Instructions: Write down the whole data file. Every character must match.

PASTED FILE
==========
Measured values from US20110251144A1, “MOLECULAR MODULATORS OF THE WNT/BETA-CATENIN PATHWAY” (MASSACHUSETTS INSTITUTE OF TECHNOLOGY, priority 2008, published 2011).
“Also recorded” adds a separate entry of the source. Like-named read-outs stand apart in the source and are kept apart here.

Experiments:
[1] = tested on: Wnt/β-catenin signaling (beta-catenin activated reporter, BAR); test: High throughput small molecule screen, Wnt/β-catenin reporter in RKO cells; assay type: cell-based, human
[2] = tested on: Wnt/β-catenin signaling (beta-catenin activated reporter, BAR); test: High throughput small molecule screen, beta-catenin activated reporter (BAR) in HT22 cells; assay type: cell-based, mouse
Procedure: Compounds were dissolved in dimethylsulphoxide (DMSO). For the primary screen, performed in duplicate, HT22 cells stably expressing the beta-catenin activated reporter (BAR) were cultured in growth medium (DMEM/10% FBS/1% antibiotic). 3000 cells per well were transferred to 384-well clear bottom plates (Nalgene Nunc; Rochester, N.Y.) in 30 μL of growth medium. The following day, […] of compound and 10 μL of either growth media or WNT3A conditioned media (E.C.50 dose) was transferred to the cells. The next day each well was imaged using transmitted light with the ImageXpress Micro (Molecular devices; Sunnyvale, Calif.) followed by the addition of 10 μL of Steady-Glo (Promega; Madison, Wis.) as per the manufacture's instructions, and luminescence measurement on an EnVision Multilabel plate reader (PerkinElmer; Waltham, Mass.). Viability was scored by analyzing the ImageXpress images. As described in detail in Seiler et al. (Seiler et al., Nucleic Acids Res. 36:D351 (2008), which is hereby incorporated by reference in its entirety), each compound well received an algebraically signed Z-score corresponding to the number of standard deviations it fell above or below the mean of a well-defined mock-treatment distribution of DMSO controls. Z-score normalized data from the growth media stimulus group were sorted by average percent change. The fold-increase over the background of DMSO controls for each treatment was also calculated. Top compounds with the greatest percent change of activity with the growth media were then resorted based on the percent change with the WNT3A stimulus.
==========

Measured values from US20110251144A1, “MOLECULAR MODULATORS OF THE WNT/BETA-CATENIN PATHWAY” (MASSACHUSETTS INSTITUTE OF TECHNOLOGY, priority 2008, published 2011).
“Also recorded” adds a separate entry of the source. Like-named read-outs stand apart in the source and are kept apart here.

Experiments:
[1] = tested on: Wnt/β-catenin signaling (beta-catenin activated reporter, BAR); test: High throughput small molecule screen, Wnt/β-catenin reporter in RKO cells; assay type: cell-based, human
[2] = tested on: Wnt/β-catenin signaling (beta-catenin activated reporter, BAR); test: High throughput small molecule screen, beta-catenin activated reporter (BAR) in HT22 cells; assay type: cell-based, mouse
Procedure: Compounds were dissolved in dimethylsulphoxide (DMSO). For the primary screen, performed in duplicate, HT22 cells stably expressing the beta-catenin activated reporter (BAR) were cultured in growth medium (DMEM/10% FBS/1% antibiotic). 3000 cells per well were transferred to 384-well clear bottom plates (Nalgene Nunc; Rochester, N.Y.) in 30 μL of growth medium. The following day, […] of compound and 10 μL of either growth media or WNT3A conditioned media (E.C.50 dose) was transferred to the cells. The next day each well was imaged using transmitted light with the ImageXpress Micro (Molecular devices; Sunnyvale, Calif.) followed by the addition of 10 μL of Steady-Glo (Promega; Madison, Wis.) as per the manufacture's instructions, and luminescence measurement on an EnVision Multilabel plate reader (PerkinElmer; Waltham, Mass.). Viability was scored by analyzing the ImageXpress images. As described in detail in Seiler et al. (Seiler et al., Nucleic Acids Res. 36:D351 (2008), which is hereby incorporated by reference in its entirety), each compound well received an algebraically signed Z-score corresponding to the number of standard deviations it fell above or below the mean of a well-defined mock-treatment distribution of DMSO controls. Z-score normalized data from the growth media stimulus group were sorted by average percent change. The fold-increase over the background of DMSO controls for each treatment was also calculated. Top compounds with the greatest percent change of activity with the growth media were then resorted based on the percent change with the WNT3A stimulus.